This is no less true of “all my worldly goods.” None of the money in my paycheck is simply mine; it’s ours. The stipend I receive as Vicar of St. Liz is our only household income. I am the one who does the work of vicar’ing, yet Lucy need not ask before buying a book or getting a haircut. The mutual commitment of worldly goods made in our marriage precedes any change of job or income status. What I mean is that it’s not the case that, on payday, I ‘give’ Lucy ‘my’ money. The work I do at St. Liz and its compensation is all part of our marriage. I’m not ‘giving’ Lucy ‘my’ money because those categories have been subsumed by the categories of marriage: our worldly goods, one household, shared life and work.
When I do all of these things, I am ordering my physical, embodied life and my material resources so as to acknowledge the worthiness of Lucy’s desires. Her desires are a gift given to me, and they lay a unique claim on my life. They safeguard me from the illusion that I am the center of my own universe.
We can begin to see how these words from the 1662 marriage rite might be instructive in learning about worship, not just for husbands but for any Christian person.
To worship God is to acknowledge God’s worthiness and the worthiness of God’s desires. Since God is our creator, God’s worthiness is absolute. To worship God is to ascribe ultimate worth to our Creator. (The words worship and worth have the same root.) When we acknowledge the worthiness of God, then God’s desires begin to lay upon us new gifts, new disciplines and demands.
God’s desires are two, and they constitute a total claim on our lives: “you shall love the Lord your God with all your heart, and with all your soul, and with all your mind, and with all your strength….You shall love your neighbor as yourself.’ There is no other commandment greater than these” (Mark 12:30-31). This claim is also unique: “you shall have no other gods before me” (Ex. 20:3).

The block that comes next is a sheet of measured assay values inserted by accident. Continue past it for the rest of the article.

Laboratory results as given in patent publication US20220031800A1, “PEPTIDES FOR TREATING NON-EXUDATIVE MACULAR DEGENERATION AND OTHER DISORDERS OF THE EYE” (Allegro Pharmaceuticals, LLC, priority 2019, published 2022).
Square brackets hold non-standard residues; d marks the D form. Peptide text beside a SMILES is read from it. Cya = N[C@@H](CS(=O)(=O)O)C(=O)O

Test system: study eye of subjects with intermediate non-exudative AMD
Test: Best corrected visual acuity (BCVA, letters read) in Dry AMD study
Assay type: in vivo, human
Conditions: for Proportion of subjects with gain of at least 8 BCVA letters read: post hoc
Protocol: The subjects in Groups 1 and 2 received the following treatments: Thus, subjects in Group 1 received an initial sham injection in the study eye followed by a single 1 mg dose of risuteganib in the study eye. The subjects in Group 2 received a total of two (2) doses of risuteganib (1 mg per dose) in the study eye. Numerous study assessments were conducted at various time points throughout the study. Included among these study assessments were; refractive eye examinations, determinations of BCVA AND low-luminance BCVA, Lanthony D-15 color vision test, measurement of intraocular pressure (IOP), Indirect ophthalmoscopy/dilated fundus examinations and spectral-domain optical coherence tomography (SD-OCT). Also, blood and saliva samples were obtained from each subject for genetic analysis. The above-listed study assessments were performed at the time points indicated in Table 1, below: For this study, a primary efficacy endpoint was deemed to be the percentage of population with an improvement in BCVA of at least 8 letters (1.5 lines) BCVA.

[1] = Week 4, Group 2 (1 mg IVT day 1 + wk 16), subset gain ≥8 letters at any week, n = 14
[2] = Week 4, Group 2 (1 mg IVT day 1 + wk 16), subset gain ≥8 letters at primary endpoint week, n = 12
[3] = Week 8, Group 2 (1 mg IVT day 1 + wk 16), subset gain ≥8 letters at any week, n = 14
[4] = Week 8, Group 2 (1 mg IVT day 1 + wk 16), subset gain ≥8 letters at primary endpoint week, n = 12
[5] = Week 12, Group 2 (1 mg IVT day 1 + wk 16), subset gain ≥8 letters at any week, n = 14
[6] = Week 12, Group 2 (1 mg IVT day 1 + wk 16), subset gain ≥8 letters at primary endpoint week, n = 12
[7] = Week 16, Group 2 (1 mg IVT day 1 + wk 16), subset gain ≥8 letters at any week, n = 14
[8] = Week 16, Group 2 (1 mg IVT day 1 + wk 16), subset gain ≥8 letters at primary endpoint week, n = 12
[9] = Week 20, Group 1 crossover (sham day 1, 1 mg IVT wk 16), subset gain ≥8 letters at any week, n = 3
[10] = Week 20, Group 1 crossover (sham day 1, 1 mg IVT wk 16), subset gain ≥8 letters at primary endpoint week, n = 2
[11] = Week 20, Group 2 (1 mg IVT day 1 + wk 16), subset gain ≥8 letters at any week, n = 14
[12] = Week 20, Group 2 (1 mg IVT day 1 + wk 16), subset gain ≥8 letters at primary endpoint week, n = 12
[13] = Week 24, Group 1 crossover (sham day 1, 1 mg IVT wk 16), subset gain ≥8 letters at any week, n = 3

Our bodies and our worldly goods are no longer simply our own. We kneel in prayer, we use words instead of fists when we’re angry, we listen to each other, we visit the sick, we care for each other with food and affection, we receive this bread and this wine, we open our homes for life groups, we pledge to our church. All of these things are simply ways we acknowledge the worthiness of God’s desires—worshipping with our bodies and all our worldly goods, receiving as a gift the disciplines and demands of living in God’s presence.
This past weekend we had our bishop’s visit. We witnessed several folks, most of them new to St. Liz, be confirmed or received. Others reaffirmed their baptismal vows, and if you were present at church on Sunday, you renewed your own baptismal covenant. You promised to “seek and serve Christ in all persons, loving your neighbor as yourself.” You promised to “continue in the apostles’ teaching and fellowship, in the breaking of bread, and in the prayers.” You promised “to strive for justice and peace among all people, and respect the dignity of every human being.” You promised to “proclaim by word and example the Good News of God in Christ.” (Book of Common Prayer 1979, pgs. 416-417).
These are not little promises. It’s as though we all looked at God and said, “with my body I thee worship, and with all my worldly goods I thee endow….”
Powerful vows. Imagine God’s pleasure, Her Divine Joy, at having the promise of your whole life glittering on the gentle finger of heaven. Imagine your own unending joy, for as long as you both shall live, the life everlasting.